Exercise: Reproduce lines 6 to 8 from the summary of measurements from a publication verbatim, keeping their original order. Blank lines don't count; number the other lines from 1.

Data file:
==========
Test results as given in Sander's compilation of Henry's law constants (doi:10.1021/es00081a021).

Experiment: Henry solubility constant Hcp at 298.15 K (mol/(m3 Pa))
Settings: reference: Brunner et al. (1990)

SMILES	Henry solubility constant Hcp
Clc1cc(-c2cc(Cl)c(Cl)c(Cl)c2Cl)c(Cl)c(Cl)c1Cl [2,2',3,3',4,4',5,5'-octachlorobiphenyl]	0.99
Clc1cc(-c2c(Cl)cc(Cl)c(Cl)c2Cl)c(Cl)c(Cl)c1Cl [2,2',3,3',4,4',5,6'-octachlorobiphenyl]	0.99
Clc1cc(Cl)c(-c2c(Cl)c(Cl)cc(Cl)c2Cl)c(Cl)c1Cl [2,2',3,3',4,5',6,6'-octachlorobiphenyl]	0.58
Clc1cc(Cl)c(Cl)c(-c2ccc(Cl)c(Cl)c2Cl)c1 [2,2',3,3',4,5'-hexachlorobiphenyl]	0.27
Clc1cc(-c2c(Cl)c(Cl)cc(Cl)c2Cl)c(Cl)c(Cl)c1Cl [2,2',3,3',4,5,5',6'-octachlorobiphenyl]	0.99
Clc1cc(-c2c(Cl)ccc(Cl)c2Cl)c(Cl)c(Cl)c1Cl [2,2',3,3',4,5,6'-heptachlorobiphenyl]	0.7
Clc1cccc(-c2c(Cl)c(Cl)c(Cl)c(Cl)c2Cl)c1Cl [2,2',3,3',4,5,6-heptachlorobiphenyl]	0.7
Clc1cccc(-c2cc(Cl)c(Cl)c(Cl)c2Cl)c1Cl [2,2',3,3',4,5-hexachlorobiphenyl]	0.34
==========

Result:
Clc1cc(-c2c(Cl)cc(Cl)c(Cl)c2Cl)c(Cl)c(Cl)c1Cl [2,2',3,3',4,4',5,6'-octachlorobiphenyl]	0.99
Clc1cc(Cl)c(-c2c(Cl)c(Cl)cc(Cl)c2Cl)c(Cl)c1Cl [2,2',3,3',4,5',6,6'-octachlorobiphenyl]	0.58
Clc1cc(Cl)c(Cl)c(-c2ccc(Cl)c(Cl)c2Cl)c1 [2,2',3,3',4,5'-hexachlorobiphenyl]	0.27